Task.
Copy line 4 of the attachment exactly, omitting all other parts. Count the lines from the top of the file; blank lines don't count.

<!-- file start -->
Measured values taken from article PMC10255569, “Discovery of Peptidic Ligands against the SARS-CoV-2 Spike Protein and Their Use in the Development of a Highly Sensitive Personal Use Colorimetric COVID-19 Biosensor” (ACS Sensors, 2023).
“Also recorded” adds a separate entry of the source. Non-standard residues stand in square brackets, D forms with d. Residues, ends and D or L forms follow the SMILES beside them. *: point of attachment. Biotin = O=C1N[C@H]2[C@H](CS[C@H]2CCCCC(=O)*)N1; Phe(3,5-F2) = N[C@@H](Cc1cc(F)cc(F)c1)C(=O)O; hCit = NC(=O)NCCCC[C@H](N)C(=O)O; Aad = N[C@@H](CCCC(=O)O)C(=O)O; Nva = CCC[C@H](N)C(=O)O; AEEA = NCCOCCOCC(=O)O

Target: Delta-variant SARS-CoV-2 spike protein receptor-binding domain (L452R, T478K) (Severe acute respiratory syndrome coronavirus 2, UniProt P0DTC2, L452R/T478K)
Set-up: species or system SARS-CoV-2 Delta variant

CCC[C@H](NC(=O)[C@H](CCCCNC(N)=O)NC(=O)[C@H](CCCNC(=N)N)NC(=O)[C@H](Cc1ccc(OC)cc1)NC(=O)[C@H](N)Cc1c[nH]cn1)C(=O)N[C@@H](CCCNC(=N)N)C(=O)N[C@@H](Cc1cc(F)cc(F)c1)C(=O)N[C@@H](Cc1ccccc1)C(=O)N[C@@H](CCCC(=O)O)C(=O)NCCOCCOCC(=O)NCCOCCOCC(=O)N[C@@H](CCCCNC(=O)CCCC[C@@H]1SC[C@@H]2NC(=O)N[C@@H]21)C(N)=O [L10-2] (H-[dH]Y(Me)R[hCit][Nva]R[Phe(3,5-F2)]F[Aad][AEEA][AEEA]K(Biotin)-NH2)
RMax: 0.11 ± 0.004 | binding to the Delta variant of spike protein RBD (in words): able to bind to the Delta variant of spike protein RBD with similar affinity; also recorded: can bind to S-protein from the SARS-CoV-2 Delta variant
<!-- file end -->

Set-up: species or system SARS-CoV-2 Delta variant